This study investigated the main and interactive effects of identity-based challenges, discrimination, and Multiracial pride on psychological distress in Biracial emerging adults. Additionally, we examined whether these associations may differ by Biracial sub-group (e.g., black–white, Asian–white, Latinx–white, and minority–minority) given their unique racial experiences. Participants were 326 Biracial emerging adults (Mage = 19.57 years old; 75.2% female) recruited from three public universities in the United States for an online survey. For all Biracial groups, identity-based challenges were associated with greater psychological distress. After testing a series of competing multi-group regression models, results indicated that the relations between distress and our predictors: identity-based challenges, discrimination, and Multiracial pride do indeed differ across Biracial sub-group. The most apparent and unique differences were displayed by the black–white Biracial sub-group. These findings highlight identity-based challenges as a unique risk in the Biracial population and suggest that a principled comparison between Biracial sub-groups is necessary to tease apart group-specific associations between these constructs and psychological distress.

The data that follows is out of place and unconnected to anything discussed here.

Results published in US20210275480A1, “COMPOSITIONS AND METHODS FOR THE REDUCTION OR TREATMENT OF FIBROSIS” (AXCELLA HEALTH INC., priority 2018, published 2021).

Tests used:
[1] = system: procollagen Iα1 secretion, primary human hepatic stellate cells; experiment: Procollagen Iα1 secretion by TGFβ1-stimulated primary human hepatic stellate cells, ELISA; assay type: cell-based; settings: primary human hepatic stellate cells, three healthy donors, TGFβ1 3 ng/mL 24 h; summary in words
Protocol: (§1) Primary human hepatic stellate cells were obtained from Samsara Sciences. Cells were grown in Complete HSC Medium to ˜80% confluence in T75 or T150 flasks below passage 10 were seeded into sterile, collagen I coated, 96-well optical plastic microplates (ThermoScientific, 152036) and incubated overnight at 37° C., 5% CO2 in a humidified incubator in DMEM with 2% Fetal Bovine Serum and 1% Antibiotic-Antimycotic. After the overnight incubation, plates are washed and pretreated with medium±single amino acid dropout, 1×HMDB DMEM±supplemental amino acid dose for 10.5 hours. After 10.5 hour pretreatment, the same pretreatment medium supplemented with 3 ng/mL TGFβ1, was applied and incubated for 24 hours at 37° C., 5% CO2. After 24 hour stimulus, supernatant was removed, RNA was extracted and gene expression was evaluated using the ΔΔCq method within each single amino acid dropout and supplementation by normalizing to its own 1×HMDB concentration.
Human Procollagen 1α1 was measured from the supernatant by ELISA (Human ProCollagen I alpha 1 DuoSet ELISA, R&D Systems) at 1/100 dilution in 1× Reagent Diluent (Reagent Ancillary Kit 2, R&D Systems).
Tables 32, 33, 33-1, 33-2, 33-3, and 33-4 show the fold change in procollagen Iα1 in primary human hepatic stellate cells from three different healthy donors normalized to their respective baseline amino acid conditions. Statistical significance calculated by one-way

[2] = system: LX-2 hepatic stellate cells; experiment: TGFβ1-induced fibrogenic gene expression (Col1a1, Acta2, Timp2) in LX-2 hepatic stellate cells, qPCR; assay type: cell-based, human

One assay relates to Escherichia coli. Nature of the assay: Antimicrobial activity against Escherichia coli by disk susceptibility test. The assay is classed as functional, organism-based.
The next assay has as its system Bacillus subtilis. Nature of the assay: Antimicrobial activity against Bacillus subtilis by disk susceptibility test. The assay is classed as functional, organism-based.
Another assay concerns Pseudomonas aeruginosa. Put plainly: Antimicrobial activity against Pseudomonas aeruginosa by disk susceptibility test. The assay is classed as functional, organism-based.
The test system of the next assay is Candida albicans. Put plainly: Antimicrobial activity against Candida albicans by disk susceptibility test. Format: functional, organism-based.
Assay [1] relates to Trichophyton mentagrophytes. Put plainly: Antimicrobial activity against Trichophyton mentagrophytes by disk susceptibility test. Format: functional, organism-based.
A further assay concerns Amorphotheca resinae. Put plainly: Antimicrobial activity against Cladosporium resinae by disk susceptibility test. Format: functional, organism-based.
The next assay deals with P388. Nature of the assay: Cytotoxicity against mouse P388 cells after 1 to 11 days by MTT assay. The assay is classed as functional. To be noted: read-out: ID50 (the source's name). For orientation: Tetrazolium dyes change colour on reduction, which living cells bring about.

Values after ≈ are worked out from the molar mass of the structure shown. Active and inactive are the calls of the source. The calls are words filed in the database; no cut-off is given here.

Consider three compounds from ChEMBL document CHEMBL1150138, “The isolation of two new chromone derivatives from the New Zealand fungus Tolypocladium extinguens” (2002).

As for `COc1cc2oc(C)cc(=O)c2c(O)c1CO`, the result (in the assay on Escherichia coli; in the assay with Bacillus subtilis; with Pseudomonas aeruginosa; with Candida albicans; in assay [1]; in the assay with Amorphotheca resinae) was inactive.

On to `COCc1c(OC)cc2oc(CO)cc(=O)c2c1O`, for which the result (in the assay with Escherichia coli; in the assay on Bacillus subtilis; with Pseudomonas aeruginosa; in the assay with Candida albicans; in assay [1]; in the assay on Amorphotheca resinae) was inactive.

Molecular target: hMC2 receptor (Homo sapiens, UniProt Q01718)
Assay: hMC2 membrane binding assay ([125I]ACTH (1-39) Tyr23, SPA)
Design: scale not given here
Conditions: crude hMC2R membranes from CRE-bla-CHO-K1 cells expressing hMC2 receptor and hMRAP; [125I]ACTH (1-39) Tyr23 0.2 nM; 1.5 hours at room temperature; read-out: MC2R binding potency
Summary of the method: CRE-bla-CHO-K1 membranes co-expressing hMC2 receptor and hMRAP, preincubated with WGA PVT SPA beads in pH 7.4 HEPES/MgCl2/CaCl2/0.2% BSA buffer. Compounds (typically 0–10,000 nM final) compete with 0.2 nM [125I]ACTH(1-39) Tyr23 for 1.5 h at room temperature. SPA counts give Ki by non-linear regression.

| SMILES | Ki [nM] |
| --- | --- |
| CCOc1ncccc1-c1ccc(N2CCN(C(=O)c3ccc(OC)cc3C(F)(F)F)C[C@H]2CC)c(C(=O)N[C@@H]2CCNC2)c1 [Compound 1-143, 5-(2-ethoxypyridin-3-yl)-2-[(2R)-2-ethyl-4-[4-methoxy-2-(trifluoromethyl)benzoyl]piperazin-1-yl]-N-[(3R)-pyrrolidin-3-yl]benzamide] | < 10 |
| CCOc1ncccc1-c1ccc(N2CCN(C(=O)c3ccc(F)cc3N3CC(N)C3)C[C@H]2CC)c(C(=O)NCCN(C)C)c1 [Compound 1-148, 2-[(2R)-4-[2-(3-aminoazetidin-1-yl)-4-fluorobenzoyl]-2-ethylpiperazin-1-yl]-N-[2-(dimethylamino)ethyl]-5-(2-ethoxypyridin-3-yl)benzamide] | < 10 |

Bibliographical noteFunding Information:
This work was supported in part by a Predoctoral Fellowship provided by the National Institute of Child Health and Human Development (T32-HD07376) through the Carolina Consortium on Human Development, University of North Carolina at Chapel Hill, to N. Keita Christophe.
The LOVING Study Collaborative is a research team consisting of researchers from the University of North Carolina at Greensboro, Arizona State University, and the University of Minnesota. In addition to the four named authors, members include: Clarissa Abidog, Abigail K. Gabriel, Richard M. Lee, Christine S. Wu, and Hyung Chol (Brandon) Yoo.
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- Psychological distress